We live in the age of the tech-savvy user. They may know how to use their smart devices and the multitude of apps they contain, but do they fully understand the technology behind them?
The answer in a lot of cases is no. As a result, many of us spend time using technology that may be popular, but is not secure, efficient, or productive. Worse, it may expose us to unwanted advertising and even security threats.
The world needs more people who can not only use technology, but really understand how it works and benefits users. The people behind some of our most popular technology products – Uber, Facebook, Instagram – know this. Innovation truly happens only when people ask “Why don’t we do it this way?” or “Wouldn’t it be better if we did this instead?”
When I started my formal education and professional career in IT 25 years ago, there were very few females around me. What saddens me is to fast-forward to a new millennium and see this has changed very little, and according to some stats may have worsened. The numbers of women (and men too) studying and choosing careers in the so-called “geek” fields of science, technology, engineering and math (STEM) are down across the board.
Studies in Australia, where I live and work, have shown a 20-year decline in students studying math and science and there is a clear gender imbalance; boys are far more likely to study STEM subjects than girls.
I am very proud to call myself a geek. The word “geek,” in most cases these days, applies to technologically oriented people. But originally it referred to those in research or laboratories, so the term “geek” fits the whole “STEM” arena.
I see at least five reasons why we need more geeks
Nearly all of the major innovations and inventions of the last 30 years have involved technology. Some of these technologies have completely disrupted whole industries -- from the automation of repetitive and lengthy tasks such as manual packaging and order entry to the demise of the corner video store with the introduction of on-demand and streaming content.
2. Societal Benefits
Every economy has and will benefit from technological advancements. It might be improvements in healthcare, such as telehealth bringing clinical care to patients who live in remote regions or are simply unable to travel to see a doctor. It could be statistical and predictive analysis of weather images that can provide early warnings of severe storms and save lives. And these are only two examples of thousands of possibilities.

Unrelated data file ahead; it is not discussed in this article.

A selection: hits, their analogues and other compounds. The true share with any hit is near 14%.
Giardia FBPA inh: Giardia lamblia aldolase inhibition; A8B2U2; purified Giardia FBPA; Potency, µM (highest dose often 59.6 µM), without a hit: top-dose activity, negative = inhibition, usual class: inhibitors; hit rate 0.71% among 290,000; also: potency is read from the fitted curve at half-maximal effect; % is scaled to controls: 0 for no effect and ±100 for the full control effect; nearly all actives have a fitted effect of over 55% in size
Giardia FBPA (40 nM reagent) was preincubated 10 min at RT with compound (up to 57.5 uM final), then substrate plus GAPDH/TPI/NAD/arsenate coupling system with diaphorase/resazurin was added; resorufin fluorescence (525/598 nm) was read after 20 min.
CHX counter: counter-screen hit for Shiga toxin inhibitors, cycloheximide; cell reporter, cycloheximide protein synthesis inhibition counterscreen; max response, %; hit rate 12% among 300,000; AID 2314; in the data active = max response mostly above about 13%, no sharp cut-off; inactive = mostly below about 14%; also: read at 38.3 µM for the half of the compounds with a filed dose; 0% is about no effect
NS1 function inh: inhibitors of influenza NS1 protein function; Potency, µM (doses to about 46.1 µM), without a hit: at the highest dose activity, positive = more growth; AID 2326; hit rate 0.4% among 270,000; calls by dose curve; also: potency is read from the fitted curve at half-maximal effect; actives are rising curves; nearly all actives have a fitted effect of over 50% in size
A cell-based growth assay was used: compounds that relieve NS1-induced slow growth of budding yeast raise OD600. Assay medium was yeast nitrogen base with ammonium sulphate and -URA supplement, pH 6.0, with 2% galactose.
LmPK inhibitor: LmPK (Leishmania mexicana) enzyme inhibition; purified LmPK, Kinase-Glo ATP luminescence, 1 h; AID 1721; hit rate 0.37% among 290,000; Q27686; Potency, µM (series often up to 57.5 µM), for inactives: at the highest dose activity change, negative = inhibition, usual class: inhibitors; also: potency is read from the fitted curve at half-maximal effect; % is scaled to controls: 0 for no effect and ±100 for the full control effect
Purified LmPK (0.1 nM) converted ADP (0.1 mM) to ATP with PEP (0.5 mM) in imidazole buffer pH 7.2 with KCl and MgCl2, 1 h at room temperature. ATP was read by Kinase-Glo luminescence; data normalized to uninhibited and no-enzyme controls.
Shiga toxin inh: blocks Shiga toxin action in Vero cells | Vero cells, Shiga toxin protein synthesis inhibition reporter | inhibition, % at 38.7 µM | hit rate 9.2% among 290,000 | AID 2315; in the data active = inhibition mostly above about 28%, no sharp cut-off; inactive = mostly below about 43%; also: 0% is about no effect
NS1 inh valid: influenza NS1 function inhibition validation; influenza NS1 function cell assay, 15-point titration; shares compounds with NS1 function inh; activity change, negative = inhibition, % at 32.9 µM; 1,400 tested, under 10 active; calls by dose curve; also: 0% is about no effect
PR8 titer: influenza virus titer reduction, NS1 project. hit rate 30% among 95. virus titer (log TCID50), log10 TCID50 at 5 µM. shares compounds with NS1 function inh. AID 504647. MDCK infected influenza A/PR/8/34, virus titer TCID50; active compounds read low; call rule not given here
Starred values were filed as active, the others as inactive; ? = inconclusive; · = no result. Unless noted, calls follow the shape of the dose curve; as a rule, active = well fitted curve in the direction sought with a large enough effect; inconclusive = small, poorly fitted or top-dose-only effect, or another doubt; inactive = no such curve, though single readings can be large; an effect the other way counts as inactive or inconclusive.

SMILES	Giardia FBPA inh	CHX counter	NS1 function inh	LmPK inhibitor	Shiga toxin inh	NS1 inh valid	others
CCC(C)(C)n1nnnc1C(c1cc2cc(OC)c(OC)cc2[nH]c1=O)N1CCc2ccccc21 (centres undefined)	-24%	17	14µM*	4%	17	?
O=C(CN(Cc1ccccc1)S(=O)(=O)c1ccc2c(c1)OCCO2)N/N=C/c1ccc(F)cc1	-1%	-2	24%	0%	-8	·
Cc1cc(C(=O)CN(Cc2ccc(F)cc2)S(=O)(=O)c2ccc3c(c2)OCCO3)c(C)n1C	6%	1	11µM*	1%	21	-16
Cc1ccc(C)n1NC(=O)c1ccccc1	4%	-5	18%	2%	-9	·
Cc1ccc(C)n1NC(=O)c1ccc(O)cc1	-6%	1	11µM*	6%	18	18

3. Globalization – Anywhere, Anytime
Technology breaks down all physical and perceived boundaries. It allows instant connectivity for collaboration and opportunities for people to literally work from anywhere. Technology skills are universal and can be employed anywhere, opening up the world to all “geeks.”
4. Organizational Benefits
The organizations we work for are realizing the need to become more agile in their functions, procedures, and communications. To achieve agility, you need technology. It can improve efficiency and connect teams that are geographically dispersed. Organizations need people with the skills to identify and set up these technologies.
5. Technology is Exciting and FUN
There is always something new to experience and understand. A career in technology will never be boring. You will not have to do the same thing day-in and day-out for years on end. With each new gadget, gizmo, or solution, you get to not only master it but explain it to others – which for me provides the biggest buzz.
Many organizations, including Cisco, have recognized what having fewer STEM professionals means for our future. They are making significant investments in STEM in many regions, including Australia and New Zealand. Cisco just launched AUSTEM 2020, which builds on our long-term commitment to tackle the STEM skills shortage, help create an innovative economy and boost job growth.
One way we do this is through the Cisco Networking Academy program, which has helped 120,000 students develop IT skills since 1998. Networking Academy courses are currently offered at 117 educational institutions in Australia.
Over the next five years we’ve committed to train over 100,000 students in STEM through Networking Academy, giving them industry-relevant, job-ready technology skills. We have pledged that 20% of Cisco staff will provide 20 hours of mentoring to STEM students per year – or 5000 mentoring hours annually.
Again, knowing how to use technology is not enough. We need professionals and technologists who understand and can articulate the benefits of technology and how it should best be applied. We need more young people pursuing technical studies or careers, now, to put us in good stead for the future.
If you are not already, consider becoming a geek. Please join me on April 23 for Women Rock-IT, a live Cisco TV broadcast, and find out how you can launch an amazing career in IT.
This blog is the third in a series of posts from some "Rock'in" Cisco women who have challenged gender stereotypes and turned their passion for technology into rewarding and successful careers. See the first and second installments here.